Choosing the Right Food for Your Cat.

It is a common perception that cats are virtually no-maintenance compared to their other four-legged counterparts. This misconception couldn’t be further from the truth. It is easy to mistake feline independence for “low-maintenance.” Some people think you can throw a cat box in the laundry room and keep food and water down for them and call it a day. Easy peasy care - until it isn't.

Frankly, some cats can be that low-maintenance, but they probably are not living their best cat life possible. And that is not a fair bargain for our highly intelligent, sometimes silly, energetic and lazy, indifferent and needy, contradictory meowing four-legged loved ones. Cats really are low-maintenance but ONLY IF you make sure that all the basics of feline care are covered. Some of the cat care basic topics include feeding, litter box considerations, environmental enrichment, behavioral issues, indoors versus outdoors, medical issues, and managing the dynamics of multi-cat households - just to name a few.

We want you to have the tools and insights that will get you on track to having the most amazing and best bond ever with your cat. There are a lot of things to contemplate, but a little thought and consideration will put you on the right track to the care that your cat deserves. Let’s put some thought into one of those cat care basics: nutrition.

Canned vs. Dry Food

We can start with the fact that cats are not small dogs. Cats are carnivores, and dogs are omnivores. This means that cats eat meat and not veggies and greens. They require three times more protein than dogs. They are on what we like to call the “catkins” diet. Dry food is high in carbohydrates, which are not a large part of the dietary needs of cats. Their bodies do not know what to do with the carbs and use the extra energy to make fat. This can lead to obesity, which potentiates diabetes, liver, and heart diseases. The high moisture content in canned food is beneficial to cats with urinary tract problems, diabetes, and kidney disease. Not all cats have these problems, but many do, and these diseases can potentially be prevented with the right diet. 

Kibble (dry)

  • Pros: Usually inexpensive, convenient
  • Cons: Higher in carbohydrates than desired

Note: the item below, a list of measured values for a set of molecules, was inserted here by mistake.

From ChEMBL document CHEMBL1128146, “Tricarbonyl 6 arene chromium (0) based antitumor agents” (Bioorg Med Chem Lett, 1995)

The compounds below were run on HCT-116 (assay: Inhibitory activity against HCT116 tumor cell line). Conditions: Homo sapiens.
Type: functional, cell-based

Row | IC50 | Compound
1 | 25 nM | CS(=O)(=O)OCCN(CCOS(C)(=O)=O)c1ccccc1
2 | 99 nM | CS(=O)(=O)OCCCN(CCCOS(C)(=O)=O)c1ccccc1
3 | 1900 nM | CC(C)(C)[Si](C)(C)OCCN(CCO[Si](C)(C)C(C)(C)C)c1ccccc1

Canned (wet)

  • Pros: Convenient, usually more nutritious than kibble
  • Cons: Usually more expensive than kibble per serving

How Often Should You Feed Your Cat?

Before domestication, cats ate small meals throughout the day. They would eat a mouse here, a bird there, and a lizard later that day. They did not have large options to simply feast on when they got hungry. They worked for their food throughout the day.

Ideally, a cat should be fed a high-protein, 6-ounce can of cat food that is split several times throughout the day. It may sound complicated, but this schedule can be managed. You can feed in the morning when you get up, when you get home from work, and before bed. That makes three times. If you have to feed dry food, try feeding a high protein diet, and feed small meals similarly to how you would feed canned food. Adult cats should eat about half a cup of food per day. That will be more consistent with how their bodies were designed to eat.

It is best to make food available for 20-30 minutes and then pick it up if your cat does not eat it. If they leave some behind, it could be an indication that you are feeding too much.

A Warning on “Free” Feeding Your Cat

Leaving food out all the time can lead to problems, especially if you have a cat that does not know when to stop. This can lead to obesity and conditions associated with obesity. It is best to make food available for 20-30 minutes and then pick it up if your cat does not eat it. If they leave some behind, it could be an indication that you are feeding too much.

Do you have any questions or concerns about your cat's diet? Please contact us!

 

Attribution Link: 

Creekside Animal Hospital

 

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